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= Guide to BASH Operation and Scripting = #acl GreyCat:read,write,revert,admin,delete Lhunath:read,write,revert pgas:read,write,revert All:read
[[BashGuide/CommandsAndArguments|Commands and Arguments ->]]
----
= Introduction =

'''You are invited to make additions or modifications so long as you can keep them accurate. Please test any code samples you write.'''
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["BASH"] is a BourneShell compatible shell, which adds many new features to its ancestor. Most of them are available in the KornShell, too. If a question is not strictly shell specific, but rather related to Unix, it may be in the UnixFaq. --------
<<Anchor(About)>>
= About This Guide =
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[[TableOfContents]] A [[http://guide.bash.academy/|new version of this guide]] is currently being drafted. For now, this guide is still the most complete and best reviewed. Any contributions to the new guide are welcome [[https://github.com/lhunath/bash.academy|via GitHub forks]].
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This guide aims to aid people interested in learning to work with [[BASH]]. It aspires to teach good practice techniques for using BASH, and writing simple scripts.
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== Introduction == This guide is targeted at beginning users. It assumes no advanced knowledge -- just the ability to login to a Unix-like system and open a command-line (terminal) interface. It will help if you know how to use a text editor; we will not be covering editors, nor do we endorse any particular editor choice. Familiarity with the fundamental Unix tool set, or with other programming languages or programming concepts, is not required, but those who have such knowledge may understand some of the examples more quickly.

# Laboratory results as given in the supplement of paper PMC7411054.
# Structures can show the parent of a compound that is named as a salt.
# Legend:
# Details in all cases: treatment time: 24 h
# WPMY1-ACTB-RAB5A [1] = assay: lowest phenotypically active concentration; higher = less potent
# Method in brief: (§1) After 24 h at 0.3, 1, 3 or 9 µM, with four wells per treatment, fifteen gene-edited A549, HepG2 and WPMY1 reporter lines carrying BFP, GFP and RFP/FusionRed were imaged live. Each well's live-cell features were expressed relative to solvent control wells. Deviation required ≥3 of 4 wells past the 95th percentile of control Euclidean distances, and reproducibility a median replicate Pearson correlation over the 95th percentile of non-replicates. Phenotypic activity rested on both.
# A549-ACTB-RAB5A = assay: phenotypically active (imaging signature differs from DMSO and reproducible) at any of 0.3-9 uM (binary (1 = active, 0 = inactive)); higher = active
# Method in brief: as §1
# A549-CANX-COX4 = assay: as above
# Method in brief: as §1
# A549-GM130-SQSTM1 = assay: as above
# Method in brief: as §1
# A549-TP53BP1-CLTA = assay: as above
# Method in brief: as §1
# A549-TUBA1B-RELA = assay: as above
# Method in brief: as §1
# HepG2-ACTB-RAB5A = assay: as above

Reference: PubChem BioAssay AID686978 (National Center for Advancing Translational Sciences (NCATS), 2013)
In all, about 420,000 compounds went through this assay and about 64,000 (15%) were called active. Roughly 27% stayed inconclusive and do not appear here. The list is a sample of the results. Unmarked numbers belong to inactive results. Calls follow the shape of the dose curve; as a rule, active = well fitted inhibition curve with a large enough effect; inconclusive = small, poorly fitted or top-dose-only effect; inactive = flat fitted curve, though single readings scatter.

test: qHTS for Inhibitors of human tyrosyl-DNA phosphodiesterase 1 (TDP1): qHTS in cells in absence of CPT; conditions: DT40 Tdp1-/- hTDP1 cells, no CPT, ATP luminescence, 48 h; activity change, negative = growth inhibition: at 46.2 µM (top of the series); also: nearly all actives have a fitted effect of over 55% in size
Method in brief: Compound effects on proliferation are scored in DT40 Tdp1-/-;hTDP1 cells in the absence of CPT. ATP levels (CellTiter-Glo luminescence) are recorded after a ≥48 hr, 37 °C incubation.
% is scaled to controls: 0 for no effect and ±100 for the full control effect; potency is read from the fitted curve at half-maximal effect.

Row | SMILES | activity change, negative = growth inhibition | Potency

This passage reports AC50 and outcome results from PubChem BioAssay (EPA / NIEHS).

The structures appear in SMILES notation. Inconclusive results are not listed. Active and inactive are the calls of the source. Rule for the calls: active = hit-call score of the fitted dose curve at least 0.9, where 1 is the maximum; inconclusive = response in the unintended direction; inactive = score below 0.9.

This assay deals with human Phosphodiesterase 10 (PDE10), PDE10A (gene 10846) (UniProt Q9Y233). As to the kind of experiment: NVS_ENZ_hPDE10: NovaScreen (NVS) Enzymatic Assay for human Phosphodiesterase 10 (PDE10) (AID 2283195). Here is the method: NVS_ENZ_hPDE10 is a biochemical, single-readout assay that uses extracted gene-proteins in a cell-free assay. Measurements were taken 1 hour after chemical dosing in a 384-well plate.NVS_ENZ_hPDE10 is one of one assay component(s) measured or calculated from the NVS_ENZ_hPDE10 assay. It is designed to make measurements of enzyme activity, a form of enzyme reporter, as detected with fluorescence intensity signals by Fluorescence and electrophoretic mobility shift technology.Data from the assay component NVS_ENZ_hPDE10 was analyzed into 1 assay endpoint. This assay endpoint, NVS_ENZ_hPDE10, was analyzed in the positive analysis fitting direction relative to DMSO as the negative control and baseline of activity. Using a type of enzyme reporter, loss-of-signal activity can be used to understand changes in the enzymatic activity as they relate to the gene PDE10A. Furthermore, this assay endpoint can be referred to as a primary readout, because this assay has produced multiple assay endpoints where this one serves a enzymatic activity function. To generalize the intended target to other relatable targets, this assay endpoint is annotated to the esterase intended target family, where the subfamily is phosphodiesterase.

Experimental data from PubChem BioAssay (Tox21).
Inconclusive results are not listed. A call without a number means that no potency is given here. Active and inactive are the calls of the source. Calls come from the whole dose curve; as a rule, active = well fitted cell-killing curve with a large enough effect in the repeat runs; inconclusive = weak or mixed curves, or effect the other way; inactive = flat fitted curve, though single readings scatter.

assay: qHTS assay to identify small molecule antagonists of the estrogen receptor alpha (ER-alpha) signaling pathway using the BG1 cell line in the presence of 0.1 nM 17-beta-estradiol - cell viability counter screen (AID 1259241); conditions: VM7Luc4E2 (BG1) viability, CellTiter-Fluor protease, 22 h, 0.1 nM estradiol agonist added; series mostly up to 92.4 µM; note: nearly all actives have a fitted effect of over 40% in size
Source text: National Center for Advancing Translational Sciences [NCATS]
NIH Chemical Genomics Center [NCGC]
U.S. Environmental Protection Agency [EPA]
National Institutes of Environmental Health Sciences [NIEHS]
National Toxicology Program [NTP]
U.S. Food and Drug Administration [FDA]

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This guide aims to become a point of reference for people interested in learning to work with ["BASH"]. It aspires to teach its readers good practice techniques in developing scripts for the ["BASH"] interpreter and educate them about the internal operation of ["BASH"].

This guide is targetted at beginning users. It assumes no basic knowledge, but rather expects you to have enough common sense to put two and two together. If something is unclear to you, you should report this so that it may be clearified in this document for future readers.
If something is unclear to you, you are invited to report this (use BashGuideFeedback, or the `#bash` channel on `irc.freenode.org`) so that it may be clarified in this document for future readers.
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The primary maintainer(s) of this document:
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== A Definition ==  * -- [[Lhunath]] (primary author)
 * -- GreyCat
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["BASH"] is an acronym for '''''B'''ourne '''A'''gain '''SH'''ell''. It is based on the ''Bourne'' shell and is mostly compatible with its features. The guide is also available in [[http://s.ntnu.no/bashguide.pdf|PDF format]].
Alternatively, you can just hit print after going to [[FullBashGuide]]. That guarantees you'll be printing the latest version of this document.
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Shells are applications that provide users with the ability to interact with their operating system on an interactive level, or to allow them to execute batch processes quickly. In no way are they required for execution of processes, they are merely a layer between system function calls and the user. --------